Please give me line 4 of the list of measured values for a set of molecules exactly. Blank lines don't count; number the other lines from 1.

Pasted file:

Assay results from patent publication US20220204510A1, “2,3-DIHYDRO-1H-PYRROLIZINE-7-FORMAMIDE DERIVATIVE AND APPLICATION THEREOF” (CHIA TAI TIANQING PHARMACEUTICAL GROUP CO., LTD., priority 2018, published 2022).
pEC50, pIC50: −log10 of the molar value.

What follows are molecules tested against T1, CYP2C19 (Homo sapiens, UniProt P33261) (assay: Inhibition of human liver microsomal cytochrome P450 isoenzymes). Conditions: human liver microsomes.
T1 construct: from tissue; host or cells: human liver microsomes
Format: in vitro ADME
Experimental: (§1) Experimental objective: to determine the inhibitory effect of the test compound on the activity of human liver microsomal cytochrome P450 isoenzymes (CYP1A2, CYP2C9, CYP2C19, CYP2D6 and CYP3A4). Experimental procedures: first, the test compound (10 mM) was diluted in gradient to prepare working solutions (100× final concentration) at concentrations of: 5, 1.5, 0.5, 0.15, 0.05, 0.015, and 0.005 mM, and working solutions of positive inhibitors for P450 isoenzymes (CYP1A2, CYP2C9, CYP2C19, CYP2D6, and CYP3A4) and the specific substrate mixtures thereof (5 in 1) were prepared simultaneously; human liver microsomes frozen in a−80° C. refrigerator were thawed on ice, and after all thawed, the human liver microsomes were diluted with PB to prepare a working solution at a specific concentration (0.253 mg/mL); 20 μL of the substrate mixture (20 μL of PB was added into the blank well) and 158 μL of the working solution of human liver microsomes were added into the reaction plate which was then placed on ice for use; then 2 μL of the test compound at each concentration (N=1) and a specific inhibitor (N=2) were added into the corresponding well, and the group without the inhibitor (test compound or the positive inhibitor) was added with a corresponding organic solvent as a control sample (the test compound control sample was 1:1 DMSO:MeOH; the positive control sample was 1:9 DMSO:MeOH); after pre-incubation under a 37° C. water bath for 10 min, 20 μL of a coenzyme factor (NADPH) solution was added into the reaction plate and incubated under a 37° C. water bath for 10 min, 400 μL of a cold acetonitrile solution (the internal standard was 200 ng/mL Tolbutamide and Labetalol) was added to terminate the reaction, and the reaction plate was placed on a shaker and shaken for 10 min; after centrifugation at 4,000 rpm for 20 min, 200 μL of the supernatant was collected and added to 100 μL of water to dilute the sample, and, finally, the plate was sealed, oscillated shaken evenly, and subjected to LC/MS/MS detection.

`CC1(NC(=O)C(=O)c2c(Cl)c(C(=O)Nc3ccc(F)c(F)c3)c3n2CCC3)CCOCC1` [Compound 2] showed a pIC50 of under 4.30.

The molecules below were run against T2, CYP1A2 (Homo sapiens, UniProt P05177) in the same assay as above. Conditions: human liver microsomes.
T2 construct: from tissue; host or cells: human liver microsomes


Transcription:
T1 construct: from tissue; host or cells: human liver microsomes